“For anyone worried about the future of men’s tennis after the Big 3 are gone, this match shows that the tour will be in good hands.”
It’s a phrase we’ve heard many times over the past 10 years. Whenever two younger players put on a dazzling show of skill, or win a serious title, we cling to the hope that there really will be life after Roger, Rafa and Novak. So far, we haven’t had to find out if it’s actually true.
We heard those words again from commentators, pundits and fans after Stefanos Tsitsipas’ 6-7 (6), 6-2, 7-6 (4) win over Dominic Thiem on Sunday in the final of the tour’s year-end championships in London. In this case, the hope seemed to be justified. The 02 Arena provides the biggest stage in the men’s game outside of the four Grand Slams, and the 21-year-old Tsitsipas and 26-year-old Thiem owned it like two veteran stars for two hours and 35 minutes. With 100-m.p.h. forehands, 90-m.p.h. one-handed backhands, and a willingness from both players to race forward to close points at net, this match took us back to the past, even as it gave us a glimpse of the future.
“It’s truly magnificent, this fight we put out today on this court,” Tsitsipas said after recording the biggest win of his career. “I think it makes our sport great. Tennis is all about this.”
In most matches, the baseline rallies are a battle between offense and defense. In this match, Tsitsipas and Thiem both seemed to be on the attack at all times. Thiem had slightly more firepower from the ground, especially on the backhand side; Tsitsipas had the defter transition game, and won more points at net.
At times, each looked supremely confident, but each of them also let down his guard and let his opponent back in the match. After squeaking through a blistering first-set tiebreaker 8-6, Thiem made three easy errors and was broken to start the second. From there, Tsitsipas picked up the baton and ran with it all the way to a 3-1 lead in the third set. Then it was the Greek’s turn to falter and give the break back. From 3-3 on, it was neck and neck down the home stretch. There was no choking, no whining, and no holding back; it was screaming ground strokes and full-blooded smashes all the way to the finish line.
In the end, Thiem’s way of winning points—hammering the ball from the backcourt—proved to be slightly higher risk, and slightly harder to repeat, than Tsitsipas’ more well-rounded attack. Down 3-4 in the deciding tiebreaker, Thiem won a point with a bullet backhand down the line. On the next point, though, he tried the same thing with his forehand and sent it just long. At 4-5, Thiem tried another bullet backhand, but Tsitsipas was ready and reflexed it back; all Thiem could do was go bigger on his next forehand, and he netted it. Live by the bomb, die by the bomb: Earlier in the week, Thiem had survived a third-set tiebreaker against Novak Djokovic by going for broke. This time he didn’t.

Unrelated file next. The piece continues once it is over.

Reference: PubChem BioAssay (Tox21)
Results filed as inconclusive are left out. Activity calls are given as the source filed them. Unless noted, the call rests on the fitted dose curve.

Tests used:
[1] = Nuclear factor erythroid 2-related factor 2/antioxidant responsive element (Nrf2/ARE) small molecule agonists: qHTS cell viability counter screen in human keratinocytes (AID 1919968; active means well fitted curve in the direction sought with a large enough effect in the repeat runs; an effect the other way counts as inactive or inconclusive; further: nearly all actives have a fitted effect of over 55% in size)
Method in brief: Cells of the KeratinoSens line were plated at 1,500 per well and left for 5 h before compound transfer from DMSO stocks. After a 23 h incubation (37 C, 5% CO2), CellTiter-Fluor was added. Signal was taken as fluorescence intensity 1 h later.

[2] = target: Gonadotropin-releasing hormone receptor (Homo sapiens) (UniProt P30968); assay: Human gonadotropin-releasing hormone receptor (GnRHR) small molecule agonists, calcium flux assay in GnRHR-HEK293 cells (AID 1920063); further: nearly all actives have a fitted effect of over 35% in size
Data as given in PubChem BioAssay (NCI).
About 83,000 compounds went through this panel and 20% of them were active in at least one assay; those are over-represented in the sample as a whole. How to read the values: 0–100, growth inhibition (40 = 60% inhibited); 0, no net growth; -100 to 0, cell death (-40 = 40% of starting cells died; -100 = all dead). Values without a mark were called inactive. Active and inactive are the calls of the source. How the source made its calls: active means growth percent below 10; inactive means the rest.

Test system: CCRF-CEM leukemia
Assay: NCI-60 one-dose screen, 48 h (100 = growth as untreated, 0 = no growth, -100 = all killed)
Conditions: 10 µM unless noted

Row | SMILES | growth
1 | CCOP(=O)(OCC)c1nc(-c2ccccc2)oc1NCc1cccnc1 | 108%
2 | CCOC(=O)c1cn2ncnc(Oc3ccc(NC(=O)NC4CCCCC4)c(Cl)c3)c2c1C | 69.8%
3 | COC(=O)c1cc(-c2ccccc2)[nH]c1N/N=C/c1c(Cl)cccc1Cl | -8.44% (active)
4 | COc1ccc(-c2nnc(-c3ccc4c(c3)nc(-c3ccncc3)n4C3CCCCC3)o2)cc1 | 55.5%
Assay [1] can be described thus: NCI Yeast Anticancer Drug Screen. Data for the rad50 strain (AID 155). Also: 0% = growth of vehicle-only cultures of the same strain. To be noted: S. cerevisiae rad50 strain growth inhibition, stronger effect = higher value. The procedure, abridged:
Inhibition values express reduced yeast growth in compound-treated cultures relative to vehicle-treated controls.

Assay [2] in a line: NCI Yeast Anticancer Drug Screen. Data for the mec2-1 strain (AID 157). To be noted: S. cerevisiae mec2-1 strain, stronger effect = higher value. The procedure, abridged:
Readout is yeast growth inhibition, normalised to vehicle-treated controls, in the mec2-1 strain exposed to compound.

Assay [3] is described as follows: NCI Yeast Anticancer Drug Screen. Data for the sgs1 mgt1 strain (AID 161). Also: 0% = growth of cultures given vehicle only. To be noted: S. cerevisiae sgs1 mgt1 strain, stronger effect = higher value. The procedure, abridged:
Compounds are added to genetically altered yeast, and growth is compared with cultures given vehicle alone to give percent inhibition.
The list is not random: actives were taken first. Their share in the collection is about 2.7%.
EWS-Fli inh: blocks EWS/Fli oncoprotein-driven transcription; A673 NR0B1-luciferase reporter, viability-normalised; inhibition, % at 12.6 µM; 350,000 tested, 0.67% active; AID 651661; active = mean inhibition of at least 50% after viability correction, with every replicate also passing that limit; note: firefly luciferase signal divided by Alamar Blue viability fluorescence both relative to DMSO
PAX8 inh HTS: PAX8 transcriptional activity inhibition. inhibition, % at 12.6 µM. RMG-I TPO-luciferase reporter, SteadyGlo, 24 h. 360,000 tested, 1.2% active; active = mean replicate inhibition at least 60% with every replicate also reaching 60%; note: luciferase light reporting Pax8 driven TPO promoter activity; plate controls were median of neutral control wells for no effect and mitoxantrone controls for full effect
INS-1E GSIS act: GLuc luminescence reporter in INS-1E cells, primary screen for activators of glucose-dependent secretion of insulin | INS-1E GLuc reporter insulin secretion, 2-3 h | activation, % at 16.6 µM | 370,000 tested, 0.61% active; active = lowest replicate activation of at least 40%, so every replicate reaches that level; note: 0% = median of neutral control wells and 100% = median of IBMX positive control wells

“It was pretty frustrating for me to be playing with such nerves for the first time in such a big event. I was up a break, I couldn’t manage to hold it,” Tsitsipas said. “Things were decided in the tiebreak and I’m so relieved by this outstanding performance and fight that I have on the court.”
Tsitsipas was making his ATP Finals debut, and his performance for the week was an astoundingly mature one. He opened with a breakthrough: his first win in six tries against Daniil Medvedev. From there, his self-assurance only seemed to grow. He beat Alexander Zverev to clinch a semifinal spot, lost a close one to Rafael Nadal, saved 11 of 12 break points to beat Roger Federer in straight sets in the semis, and weathered the Thiem barrage. Throughout the week, he played with a single-mindedness that has sometimes been lacking in his long, up-and down 2019 season.
“It’s been a roller-coaster. Holding this trophy right now feels amazing,” Tsitsipas said. “I’ve never received so much support in a stage like that, ever.”
So has the ATP found a successor to the Big 3, and a future No. 1, in Tsitsipas? We’ve heard that a few times over the last decade as well, especially at this event. Two years ago, Grigor Dimitrov won the title and seemed destined for even bigger things the following year; instead, his ranking plummeted. Last year, Zverev beat Federer and Djokovic back-to-back for the crown; this year, the German mostly spun his wheels. But Tsitsipas has at least two things going for him: (1) A desire to attack, and the varied game to do it well; (2) Ambition. After beating Federer, Tsitsipas said he wished that he had an “army” of fans behind him the way Federer does. In the final, he got that wish.
“They give me so much energy,” he said of the 02 crowd that chanted his name on Sunday. “They give me belief that I can achieve the things I want to achieve on the court.”
When Djokovic first arrived on tour, he wasn’t afraid to say that he wanted everything that Federer and Nadal had, and more. Tsitsipas seems to have the same aspiration, and the same flair for the self-dramatic.
This final was one of the best that the post-Big 3 generation has produced, and it inspired some of the loudest crowd noise we’ve heard from a match that didn’t include Djokovic, Federer or Nadal. If Tsitsipas and Thiem don’t turn out to be the future in 2020 and beyond, they still gave us a great way to say good-bye to 2019.